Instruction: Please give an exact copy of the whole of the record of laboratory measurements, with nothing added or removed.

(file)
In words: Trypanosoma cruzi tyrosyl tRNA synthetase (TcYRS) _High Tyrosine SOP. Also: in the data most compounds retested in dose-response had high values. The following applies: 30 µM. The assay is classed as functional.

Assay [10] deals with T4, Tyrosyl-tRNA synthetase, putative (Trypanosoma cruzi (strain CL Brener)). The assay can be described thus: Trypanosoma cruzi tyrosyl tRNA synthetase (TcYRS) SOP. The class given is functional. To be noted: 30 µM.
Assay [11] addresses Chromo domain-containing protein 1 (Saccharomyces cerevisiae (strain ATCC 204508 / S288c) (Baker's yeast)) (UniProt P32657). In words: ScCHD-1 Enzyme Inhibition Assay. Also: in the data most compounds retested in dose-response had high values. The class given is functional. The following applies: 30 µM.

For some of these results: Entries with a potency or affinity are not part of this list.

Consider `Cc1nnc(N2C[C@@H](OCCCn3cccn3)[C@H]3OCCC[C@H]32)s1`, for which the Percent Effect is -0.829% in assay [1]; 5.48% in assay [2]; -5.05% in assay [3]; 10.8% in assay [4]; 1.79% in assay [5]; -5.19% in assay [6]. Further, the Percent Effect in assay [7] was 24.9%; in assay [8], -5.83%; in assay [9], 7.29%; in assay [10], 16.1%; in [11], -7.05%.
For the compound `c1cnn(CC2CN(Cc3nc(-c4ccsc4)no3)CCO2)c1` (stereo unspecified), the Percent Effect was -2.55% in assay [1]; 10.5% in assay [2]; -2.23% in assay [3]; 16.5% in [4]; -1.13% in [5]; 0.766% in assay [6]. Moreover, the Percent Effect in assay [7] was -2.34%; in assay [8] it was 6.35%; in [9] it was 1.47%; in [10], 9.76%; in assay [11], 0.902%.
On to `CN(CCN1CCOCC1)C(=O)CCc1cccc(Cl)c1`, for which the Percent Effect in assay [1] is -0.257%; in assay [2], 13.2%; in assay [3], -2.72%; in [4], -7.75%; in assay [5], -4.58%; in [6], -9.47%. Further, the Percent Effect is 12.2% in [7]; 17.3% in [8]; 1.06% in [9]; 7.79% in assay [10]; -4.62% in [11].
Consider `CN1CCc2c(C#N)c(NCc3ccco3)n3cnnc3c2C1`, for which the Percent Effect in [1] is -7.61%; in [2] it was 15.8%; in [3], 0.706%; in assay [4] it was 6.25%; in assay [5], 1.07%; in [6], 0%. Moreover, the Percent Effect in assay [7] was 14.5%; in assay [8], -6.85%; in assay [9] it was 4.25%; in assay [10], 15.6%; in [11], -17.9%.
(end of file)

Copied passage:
In words: Trypanosoma cruzi tyrosyl tRNA synthetase (TcYRS) _High Tyrosine SOP. Also: in the data most compounds retested in dose-response had high values. The following applies: 30 µM. The assay is classed as functional.

Assay [10] deals with T4, Tyrosyl-tRNA synthetase, putative (Trypanosoma cruzi (strain CL Brener)). The assay can be described thus: Trypanosoma cruzi tyrosyl tRNA synthetase (TcYRS) SOP. The class given is functional. To be noted: 30 µM.
Assay [11] addresses Chromo domain-containing protein 1 (Saccharomyces cerevisiae (strain ATCC 204508 / S288c) (Baker's yeast)) (UniProt P32657). In words: ScCHD-1 Enzyme Inhibition Assay. Also: in the data most compounds retested in dose-response had high values. The class given is functional. The following applies: 30 µM.

For some of these results: Entries with a potency or affinity are not part of this list.

Consider `Cc1nnc(N2C[C@@H](OCCCn3cccn3)[C@H]3OCCC[C@H]32)s1`, for which the Percent Effect is -0.829% in assay [1]; 5.48% in assay [2]; -5.05% in assay [3]; 10.8% in assay [4]; 1.79% in assay [5]; -5.19% in assay [6]. Further, the Percent Effect in assay [7] was 24.9%; in assay [8], -5.83%; in assay [9], 7.29%; in assay [10], 16.1%; in [11], -7.05%.
For the compound `c1cnn(CC2CN(Cc3nc(-c4ccsc4)no3)CCO2)c1` (stereo unspecified), the Percent Effect was -2.55% in assay [1]; 10.5% in assay [2]; -2.23% in assay [3]; 16.5% in [4]; -1.13% in [5]; 0.766% in assay [6]. Moreover, the Percent Effect in assay [7] was -2.34%; in assay [8] it was 6.35%; in [9] it was 1.47%; in [10], 9.76%; in assay [11], 0.902%.
On to `CN(CCN1CCOCC1)C(=O)CCc1cccc(Cl)c1`, for which the Percent Effect in assay [1] is -0.257%; in assay [2], 13.2%; in assay [3], -2.72%; in [4], -7.75%; in assay [5], -4.58%; in [6], -9.47%. Further, the Percent Effect is 12.2% in [7]; 17.3% in [8]; 1.06% in [9]; 7.79% in assay [10]; -4.62% in [11].
Consider `CN1CCc2c(C#N)c(NCc3ccco3)n3cnnc3c2C1`, for which the Percent Effect in [1] is -7.61%; in [2] it was 15.8%; in [3], 0.706%; in assay [4] it was 6.25%; in assay [5], 1.07%; in [6], 0%. Moreover, the Percent Effect in assay [7] was 14.5%; in assay [8], -6.85%; in assay [9] it was 4.25%; in assay [10], 15.6%; in [11], -17.9%.